Saturday, November 6, 2010

Burgundy styled pinot from Flying Goat Cellars

As I’ve written before, Flying Goat Cellars is a small one man show operation in the so called The Ghetto in Lompoc out in the Santa Rita Hills far west. Here proprietor and winemaker Norm Yost crafts some of the finest pinots of the Central Coast. Norm makes his wines based on the philosophy that wines are made to be enjoyed with food – therefore his wines are refined and silky, never powerful, heavy and oaky. Since he doesn’t own any vineyards, all wines are made from purchased grapes from some of the coolest vineyard sites. With a tiny production of 2 500 cases per year, these wines are unfortunately relatively rare to see, but they are not as expensive as expected, and as they could be regarding the very high quality.

2006 Pinot Noir Salisbury Vineyards / 94 p
The Salisbury Vineyard is located only three kilometers from the Avila Beach out on the coast in San Luis Obispo, and is one of the coolest vineyards in the Central Coast. Norm buys the grapes from the highest vineyard blocks, which are planted with the clones Dijon 115 and Clone 2A. The wine is produced with classical methods in small open top fermenters, and it has been raised in small French oak barrels, of which only 20 percent were new. The color is pale cherry red and the nose open, intense and initially very burgundian like – then some more sweet scented raspberry aromas evolves. Still, on the nose it is remarkably close to a fine wine from Gevrey-Chambertin (the Rousseau style) or even the style of DRC’s Vosne-Romanée Premier Cru Duvault-Blochet, but there’s no chalkiness or mineral notes as in the burgundian counterparts. The oak is perfectly well integrated, which again move your guesses in the blind tasting towards the old world style of winemaking. After ten minutes in the glass, the nose is even more complex and burgundian like, yet with the seductive sweetness – which is one the most charming parts of Pinot Noir.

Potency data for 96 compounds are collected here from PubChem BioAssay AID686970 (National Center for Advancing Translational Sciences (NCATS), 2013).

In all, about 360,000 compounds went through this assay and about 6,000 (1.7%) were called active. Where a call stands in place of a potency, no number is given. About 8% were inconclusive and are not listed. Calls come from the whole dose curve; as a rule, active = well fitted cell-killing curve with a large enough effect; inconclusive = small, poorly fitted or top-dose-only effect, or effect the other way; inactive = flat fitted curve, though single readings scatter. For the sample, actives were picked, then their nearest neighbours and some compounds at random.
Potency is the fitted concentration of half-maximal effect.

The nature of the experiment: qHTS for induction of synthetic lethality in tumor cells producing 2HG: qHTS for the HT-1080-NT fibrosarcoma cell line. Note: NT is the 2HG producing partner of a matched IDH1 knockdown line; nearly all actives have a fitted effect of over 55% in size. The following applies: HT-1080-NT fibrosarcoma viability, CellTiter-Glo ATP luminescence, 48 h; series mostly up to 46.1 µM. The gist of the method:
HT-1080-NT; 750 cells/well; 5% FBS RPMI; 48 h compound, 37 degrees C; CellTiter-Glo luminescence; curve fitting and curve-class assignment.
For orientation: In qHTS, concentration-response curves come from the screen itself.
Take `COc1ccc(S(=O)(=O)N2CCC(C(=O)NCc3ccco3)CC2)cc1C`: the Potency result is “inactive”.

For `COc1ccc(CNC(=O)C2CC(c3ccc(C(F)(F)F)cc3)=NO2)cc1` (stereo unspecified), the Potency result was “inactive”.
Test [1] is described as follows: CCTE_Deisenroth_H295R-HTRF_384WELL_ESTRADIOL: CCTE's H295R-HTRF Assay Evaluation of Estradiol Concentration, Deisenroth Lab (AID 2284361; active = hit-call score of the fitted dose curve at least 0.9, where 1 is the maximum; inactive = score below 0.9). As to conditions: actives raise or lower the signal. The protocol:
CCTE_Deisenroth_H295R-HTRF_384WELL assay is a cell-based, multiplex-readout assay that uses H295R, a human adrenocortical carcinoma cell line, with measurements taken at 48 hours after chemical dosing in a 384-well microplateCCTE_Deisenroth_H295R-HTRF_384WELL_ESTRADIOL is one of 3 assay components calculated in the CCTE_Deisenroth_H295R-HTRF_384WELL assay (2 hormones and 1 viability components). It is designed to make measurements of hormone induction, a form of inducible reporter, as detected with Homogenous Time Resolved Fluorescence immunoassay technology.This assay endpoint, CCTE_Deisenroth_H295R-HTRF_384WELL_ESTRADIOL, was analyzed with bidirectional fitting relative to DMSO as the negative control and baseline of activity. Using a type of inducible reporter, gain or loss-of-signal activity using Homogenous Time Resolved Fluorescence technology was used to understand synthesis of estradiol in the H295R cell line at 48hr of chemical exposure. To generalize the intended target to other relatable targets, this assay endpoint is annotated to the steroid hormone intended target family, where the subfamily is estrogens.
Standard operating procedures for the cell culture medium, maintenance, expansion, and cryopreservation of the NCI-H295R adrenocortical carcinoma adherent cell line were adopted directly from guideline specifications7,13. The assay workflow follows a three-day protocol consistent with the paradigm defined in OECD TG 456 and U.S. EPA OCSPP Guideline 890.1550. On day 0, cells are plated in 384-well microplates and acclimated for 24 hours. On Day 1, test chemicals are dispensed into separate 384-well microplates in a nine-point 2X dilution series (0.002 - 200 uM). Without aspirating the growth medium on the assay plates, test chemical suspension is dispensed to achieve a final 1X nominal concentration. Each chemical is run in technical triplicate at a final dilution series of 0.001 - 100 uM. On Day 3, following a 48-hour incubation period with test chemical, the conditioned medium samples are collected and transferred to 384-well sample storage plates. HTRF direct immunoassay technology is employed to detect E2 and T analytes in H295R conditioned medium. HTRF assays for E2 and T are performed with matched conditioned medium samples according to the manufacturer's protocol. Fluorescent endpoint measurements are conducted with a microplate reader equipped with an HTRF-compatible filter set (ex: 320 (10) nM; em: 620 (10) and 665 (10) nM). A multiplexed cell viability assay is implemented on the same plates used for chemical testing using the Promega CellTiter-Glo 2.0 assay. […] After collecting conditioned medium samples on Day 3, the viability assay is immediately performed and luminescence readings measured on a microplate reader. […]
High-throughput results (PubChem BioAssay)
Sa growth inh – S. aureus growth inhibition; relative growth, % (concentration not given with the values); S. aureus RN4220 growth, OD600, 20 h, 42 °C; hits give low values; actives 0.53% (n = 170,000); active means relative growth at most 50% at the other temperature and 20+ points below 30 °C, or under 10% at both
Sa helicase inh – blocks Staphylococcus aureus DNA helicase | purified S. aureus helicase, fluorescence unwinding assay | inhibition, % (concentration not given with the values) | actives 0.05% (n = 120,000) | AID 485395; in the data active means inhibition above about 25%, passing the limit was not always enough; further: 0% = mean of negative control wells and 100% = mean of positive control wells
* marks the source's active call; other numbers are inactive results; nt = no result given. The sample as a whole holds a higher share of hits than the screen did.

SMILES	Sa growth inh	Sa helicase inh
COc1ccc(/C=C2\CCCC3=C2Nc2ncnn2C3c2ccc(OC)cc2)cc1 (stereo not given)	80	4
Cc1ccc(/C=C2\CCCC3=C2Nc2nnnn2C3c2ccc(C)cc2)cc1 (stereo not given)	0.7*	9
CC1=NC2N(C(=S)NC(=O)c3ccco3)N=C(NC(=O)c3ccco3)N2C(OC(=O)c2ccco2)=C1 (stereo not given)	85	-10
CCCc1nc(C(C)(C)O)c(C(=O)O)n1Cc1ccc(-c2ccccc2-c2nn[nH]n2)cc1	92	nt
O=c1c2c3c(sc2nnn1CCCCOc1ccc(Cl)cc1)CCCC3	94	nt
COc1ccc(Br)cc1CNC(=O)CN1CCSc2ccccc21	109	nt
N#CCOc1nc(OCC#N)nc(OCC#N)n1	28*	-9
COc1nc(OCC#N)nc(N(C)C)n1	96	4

On the palates it’s immediately sweet and lush, but acidity comes just in the second you fall in love with the sweet red fruit to tell you there’s also a good portion a lively structure here. If you concentrate, you might be able to taste some oak spiciness, or does that flavor derive from the soil? Tannins are silky and fine, the balance as good as can be, and the acidity is really refreshing. I just wish the aftertaste was longer …
To get the most out of this wine (and other Californian pinots), serving temperature is recommended to be around 15-16 degrees Celsius.
Drink it 2010-2014.

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